Homework is one of those issues in education guaranteed to start an argument among educators and parents. Some would say that students need a steady diet of it in order to improve learning while others say it has little or no value, with plenty of points of view in between. The odd thing is that many parents seem to come down on both ends of the spectrum: they believe children need homework but they object when it interferes with their family plans. I think we know where the vast majority of kids fall.
To the outrage of many parents (and others) in his community, a headmaster in England decided to eliminate homework at his school. More importantly, however, doing away with that moldy tradition is just one part of a more comprehensive overhaul of teaching and learning at the school.
"I have spent the last four years re-engineering our school’s curriculum for the 21st century and one thing I have become very much aware of is that homework is a 20th-century concept whose time has long gone."
"Pupils should not be sponging ideas off their teachers: they should be taught to have their own ideas".
St John’s has been at the forefront of radical educational change since becoming one of the first schools to test a futuristic project by the Royal Society for the Arts that holds the point of school is not to acquire subject knowledge but to encourage pupils to ‘love learning for its own sake’.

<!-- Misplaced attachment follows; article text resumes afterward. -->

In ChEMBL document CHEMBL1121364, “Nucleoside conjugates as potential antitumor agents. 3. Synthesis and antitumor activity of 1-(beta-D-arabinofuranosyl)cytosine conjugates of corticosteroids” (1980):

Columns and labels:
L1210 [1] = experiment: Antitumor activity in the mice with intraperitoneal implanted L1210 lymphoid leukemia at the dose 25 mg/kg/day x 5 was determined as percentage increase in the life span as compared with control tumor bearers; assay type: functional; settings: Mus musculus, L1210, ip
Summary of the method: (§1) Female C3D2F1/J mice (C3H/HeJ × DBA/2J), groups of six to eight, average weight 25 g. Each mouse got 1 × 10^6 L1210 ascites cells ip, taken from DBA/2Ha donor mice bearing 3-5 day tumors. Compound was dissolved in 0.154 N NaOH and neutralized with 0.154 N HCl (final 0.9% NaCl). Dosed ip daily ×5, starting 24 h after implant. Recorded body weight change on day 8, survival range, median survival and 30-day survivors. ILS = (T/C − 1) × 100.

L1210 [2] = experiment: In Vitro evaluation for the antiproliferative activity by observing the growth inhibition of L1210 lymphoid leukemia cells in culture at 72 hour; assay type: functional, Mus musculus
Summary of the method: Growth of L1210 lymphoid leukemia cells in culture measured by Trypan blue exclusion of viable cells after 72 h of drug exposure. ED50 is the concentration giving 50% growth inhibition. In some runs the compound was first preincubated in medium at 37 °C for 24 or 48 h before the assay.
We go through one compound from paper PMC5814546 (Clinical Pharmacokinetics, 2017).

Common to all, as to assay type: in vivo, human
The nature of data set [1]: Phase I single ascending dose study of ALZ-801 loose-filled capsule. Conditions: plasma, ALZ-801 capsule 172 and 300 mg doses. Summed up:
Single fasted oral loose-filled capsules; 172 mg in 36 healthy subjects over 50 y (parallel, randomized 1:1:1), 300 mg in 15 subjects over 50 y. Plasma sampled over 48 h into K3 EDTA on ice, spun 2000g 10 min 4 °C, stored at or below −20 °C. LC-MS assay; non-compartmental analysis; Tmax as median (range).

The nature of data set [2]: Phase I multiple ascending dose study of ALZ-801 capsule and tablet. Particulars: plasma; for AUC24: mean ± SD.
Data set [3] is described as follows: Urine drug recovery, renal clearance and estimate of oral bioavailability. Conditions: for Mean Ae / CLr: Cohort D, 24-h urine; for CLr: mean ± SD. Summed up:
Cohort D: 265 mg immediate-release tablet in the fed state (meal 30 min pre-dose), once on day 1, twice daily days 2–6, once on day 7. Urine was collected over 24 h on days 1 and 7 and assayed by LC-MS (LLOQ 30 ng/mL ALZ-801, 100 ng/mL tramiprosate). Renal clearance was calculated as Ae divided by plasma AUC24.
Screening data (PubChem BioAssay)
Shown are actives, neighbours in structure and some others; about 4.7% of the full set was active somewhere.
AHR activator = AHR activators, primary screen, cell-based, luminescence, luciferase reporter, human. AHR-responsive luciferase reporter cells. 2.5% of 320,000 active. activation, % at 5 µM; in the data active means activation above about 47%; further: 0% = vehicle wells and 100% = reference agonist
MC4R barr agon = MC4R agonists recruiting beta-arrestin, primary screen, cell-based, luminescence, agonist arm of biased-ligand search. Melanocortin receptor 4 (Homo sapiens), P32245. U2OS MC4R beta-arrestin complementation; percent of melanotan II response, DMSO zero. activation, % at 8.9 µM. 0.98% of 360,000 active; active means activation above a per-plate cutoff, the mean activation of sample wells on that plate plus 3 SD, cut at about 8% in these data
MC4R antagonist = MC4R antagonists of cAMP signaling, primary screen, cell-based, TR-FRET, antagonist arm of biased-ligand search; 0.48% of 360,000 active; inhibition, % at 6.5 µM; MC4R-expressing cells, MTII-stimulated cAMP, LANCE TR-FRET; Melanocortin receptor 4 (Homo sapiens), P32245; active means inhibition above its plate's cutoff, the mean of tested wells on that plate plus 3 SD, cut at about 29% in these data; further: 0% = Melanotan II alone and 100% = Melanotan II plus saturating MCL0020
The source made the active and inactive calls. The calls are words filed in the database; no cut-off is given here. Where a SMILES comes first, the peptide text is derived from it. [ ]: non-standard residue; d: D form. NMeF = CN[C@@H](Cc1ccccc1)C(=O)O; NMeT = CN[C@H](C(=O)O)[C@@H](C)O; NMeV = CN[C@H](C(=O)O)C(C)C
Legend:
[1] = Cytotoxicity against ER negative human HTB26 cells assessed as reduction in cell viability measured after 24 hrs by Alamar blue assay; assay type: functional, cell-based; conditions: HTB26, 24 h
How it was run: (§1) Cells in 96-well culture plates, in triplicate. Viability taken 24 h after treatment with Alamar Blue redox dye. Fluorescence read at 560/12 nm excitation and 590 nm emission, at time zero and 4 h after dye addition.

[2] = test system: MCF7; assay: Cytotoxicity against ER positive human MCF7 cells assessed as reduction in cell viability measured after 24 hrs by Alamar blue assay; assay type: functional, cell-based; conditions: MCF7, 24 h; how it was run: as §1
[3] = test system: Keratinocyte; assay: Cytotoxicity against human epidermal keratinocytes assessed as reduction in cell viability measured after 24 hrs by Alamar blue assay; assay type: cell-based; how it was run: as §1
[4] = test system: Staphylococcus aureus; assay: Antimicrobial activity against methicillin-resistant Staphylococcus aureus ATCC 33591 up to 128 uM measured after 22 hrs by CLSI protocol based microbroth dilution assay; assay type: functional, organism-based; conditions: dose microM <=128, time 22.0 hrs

The no-homework plan is Hazlewood’s latest step in this project, seeing his Year Seven pupils (11- and 12-year-olds) encouraged to think around long-term projects at home instead of being asked to complete set tasks.
Back here in the states, most teachers still assign homework regularly. But, if the principal won’t ban it, maybe students can get the courts to forbid homework. At least over the summer. A student in Wisconsin is suing the state to end summer homework in the state because "it creates an unfair workload and unnecessary stress" and interfered with his summer job.
I could easily argue on both sides of this complaint (the homework was for an honors class the student would start in the fall) but there’s an issue behind the law suit that comes from another moldy educational tradition. The kid and his father argue that "homework shouldn’t be required after the required 180-day school year is over".
The concept that learning only occurs during a fixed number of days is one of the greatest impediments to educational reform in this country. It’s time to throw out that traditional 180-day school calendar, along with the incredibly wasteful opening and closing process most schools go through each year. Along with the traditional homework assignment, they are all artifacts of the last century.